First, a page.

War hits the Great South Bay Music Festival

Posted 7/25/19

Read here about this decades-enduring rock band and their leader, Lonnie Jordan.

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War hits the Great South Bay Music Festival


SOUTH SHORE—The Great South Bay Music Festival in Patchogue, along with the region’s record-breaking heat wave, is now over. Taking Back Sunday and everyone else who kicked off the first day of the festival on Thursday, July 18 were greeted with some clouds, while the long-renowned group America had to cut their Sunday night set short due to a lightning storm. But, for everyone else, it was clear blue skies and heat. Lots and lots of heat.

We spoke with one of the festival’s performers, Lonnie Jordan, from the band War, shortly before his set on Sunday evening. Coming off the four-day festival, the latest heat wave, which reached temperatures at or near 100 degrees across the Northeast and Midwest, invoked one of War’s most famous songs, “Summer,” which was released in 1976. The track, Jordan said, was inspired by a heat wave that hit New York City decades ago. The third verse describes “young boys playin’ stickball in the street” and using fire hydrants to help “beat the heat.”

Jordan, a California native, said the song’s imagery centers heavily around New York, which served as one of the band’s earliest “cities of travel.” “I loved New York back then. I love New York now. It’s such a big place. A big, small place,” he laughed.

Jordan cites James Brown, Ray Charles, The Everly Brothers, and Elvis Presley as some of his biggest musical influences. “The list goes on,” he said, noting the impact genres like blues, jazz, gospel and Latin music had on his work. “It’s a mixture of everything. That’s why our music had so many different genres.”

In their heyday, War was at least partly known for its multi-ethnic lineup, a trend that has continued to this day. When asked if the diversity was intentional, Jordan said, “It was just an experience from the streets. To this very day, I call our music ‘universal street music.’ If the tape was running, we’d improvise.”

Jordan, the only original member in the current lineup, credits former band mate Eric Burdon, from The Animals, with facilitating this approach. Jordan looked back on his time with Burdon fondly, while also trying to recall the approximate year of the Eric Burdon & War reunion at the Royal Albert Hall in London, which occurred on April 21, 2008.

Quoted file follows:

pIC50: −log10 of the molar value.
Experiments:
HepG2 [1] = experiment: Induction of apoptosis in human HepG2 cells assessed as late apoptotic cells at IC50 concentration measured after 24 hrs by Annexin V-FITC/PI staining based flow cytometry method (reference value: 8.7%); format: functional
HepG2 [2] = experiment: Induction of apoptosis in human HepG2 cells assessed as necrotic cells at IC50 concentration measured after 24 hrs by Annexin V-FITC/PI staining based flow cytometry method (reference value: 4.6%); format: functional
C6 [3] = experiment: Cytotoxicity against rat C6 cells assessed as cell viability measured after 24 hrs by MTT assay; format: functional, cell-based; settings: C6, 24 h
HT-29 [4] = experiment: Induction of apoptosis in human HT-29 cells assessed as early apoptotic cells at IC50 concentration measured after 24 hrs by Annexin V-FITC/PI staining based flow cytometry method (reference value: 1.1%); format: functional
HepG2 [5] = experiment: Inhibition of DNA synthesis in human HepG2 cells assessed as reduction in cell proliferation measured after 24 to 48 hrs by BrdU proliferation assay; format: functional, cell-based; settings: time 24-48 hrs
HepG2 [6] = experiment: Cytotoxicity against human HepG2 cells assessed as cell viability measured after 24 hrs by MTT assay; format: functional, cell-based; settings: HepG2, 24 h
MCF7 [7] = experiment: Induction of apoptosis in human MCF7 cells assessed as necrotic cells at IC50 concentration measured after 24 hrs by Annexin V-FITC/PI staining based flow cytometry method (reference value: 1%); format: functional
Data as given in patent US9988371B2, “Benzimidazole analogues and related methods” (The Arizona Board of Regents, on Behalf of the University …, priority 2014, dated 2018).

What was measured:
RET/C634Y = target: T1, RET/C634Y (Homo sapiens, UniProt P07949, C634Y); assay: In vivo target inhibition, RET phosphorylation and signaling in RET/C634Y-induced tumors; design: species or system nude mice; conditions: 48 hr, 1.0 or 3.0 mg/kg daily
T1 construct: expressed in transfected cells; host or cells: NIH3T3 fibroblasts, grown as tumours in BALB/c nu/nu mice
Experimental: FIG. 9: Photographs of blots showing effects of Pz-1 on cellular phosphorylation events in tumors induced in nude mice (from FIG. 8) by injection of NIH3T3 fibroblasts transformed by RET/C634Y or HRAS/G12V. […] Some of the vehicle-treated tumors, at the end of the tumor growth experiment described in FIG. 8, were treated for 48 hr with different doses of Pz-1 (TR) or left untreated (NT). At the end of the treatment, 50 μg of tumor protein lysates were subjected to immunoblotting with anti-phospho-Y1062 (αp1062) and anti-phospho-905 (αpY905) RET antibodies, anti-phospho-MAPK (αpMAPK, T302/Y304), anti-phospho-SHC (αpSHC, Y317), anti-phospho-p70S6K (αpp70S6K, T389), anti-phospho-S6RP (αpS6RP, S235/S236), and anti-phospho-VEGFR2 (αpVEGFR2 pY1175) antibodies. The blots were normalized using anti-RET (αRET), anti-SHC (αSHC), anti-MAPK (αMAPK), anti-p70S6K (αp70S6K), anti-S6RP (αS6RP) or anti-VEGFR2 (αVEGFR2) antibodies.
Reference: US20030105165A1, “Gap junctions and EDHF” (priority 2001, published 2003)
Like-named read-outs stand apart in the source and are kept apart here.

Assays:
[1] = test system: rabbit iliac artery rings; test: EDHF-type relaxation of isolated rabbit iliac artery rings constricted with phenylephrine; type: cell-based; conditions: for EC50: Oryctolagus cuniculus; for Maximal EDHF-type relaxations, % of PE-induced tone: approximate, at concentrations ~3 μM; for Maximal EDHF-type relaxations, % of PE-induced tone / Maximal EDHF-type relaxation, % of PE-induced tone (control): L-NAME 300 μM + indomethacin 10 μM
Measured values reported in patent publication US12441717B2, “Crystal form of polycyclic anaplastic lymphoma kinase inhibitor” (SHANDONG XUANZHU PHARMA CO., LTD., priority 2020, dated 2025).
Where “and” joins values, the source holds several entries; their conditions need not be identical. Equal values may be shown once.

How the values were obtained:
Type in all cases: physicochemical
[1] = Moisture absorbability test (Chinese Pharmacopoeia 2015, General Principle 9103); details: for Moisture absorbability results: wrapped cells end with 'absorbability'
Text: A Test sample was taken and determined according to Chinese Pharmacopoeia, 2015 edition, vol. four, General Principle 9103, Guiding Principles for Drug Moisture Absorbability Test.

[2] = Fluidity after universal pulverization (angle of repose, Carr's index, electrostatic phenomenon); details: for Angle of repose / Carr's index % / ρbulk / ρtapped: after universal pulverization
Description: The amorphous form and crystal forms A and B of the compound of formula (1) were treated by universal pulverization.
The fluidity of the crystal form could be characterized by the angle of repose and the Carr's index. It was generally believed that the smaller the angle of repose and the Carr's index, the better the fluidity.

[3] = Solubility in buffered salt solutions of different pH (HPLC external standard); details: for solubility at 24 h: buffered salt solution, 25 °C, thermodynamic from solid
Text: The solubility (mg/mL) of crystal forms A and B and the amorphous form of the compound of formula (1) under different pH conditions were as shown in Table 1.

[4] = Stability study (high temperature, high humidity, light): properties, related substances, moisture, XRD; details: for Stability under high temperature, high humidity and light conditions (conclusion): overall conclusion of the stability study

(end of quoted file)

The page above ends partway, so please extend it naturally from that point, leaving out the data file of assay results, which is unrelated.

“Never expect a 71-year-old person like me to remember anything to do with numbers,” he remarked with a laugh.

Jordan doesn’t have a favorite place to perform. “Everywhere is beautifully the same. Just as long as everyone’s happy,” he said, adding that he could lie and say New York or Long Island is his favorite, but that’s “been done before.”

On the subject of touring, Jordan said he sees “clearer” now than he did years ago. “Back then, there was a lot of fog in my head. I was younger, a little bit wild, and I really don’t remember too much. But thank God I can now.”

Jordan also credits his vegan lifestyle with giving him more energy.

In regards to the recording process, Jordan said, “You don’t have to go into a big studio anymore and go through all that slicing of tapes. You can fix things easier now, but I prefer the old-school way,” he laughed.

War’s music has appeared in numerous films. “Low Rider” has appeared in over a dozen alone, but perhaps the most iconic use is in the opening credits of Cheech and Chong’s “Up in Smoke.”

“Spill the Wine” can also be heard in “Boogie Nights” and “Remember the Titans,” while “Why Can’t We Be Friends?” plays during the closing credits of “Lethal Weapon 4.”

“I can’t remember all of them,” Jordan laughed. “They’re all good, though, because they made noise, and [it] helped people who didn’t know the music hear it for the first time, and if they liked what they heard, they would check out some more.” 

When asked if music still means the same thing to him as it did when his career started, Jordan said, “Everyone has a different message. Everyone has a different form of art for expression.

“Every day, music is different. Every day, music changes, just like lyrics. A new song. A new technology. I’m always open for change. Whatever we did back in the ’70s is, of course, different today, but I’m not mad at it. As long as [the message] gets to the public.”


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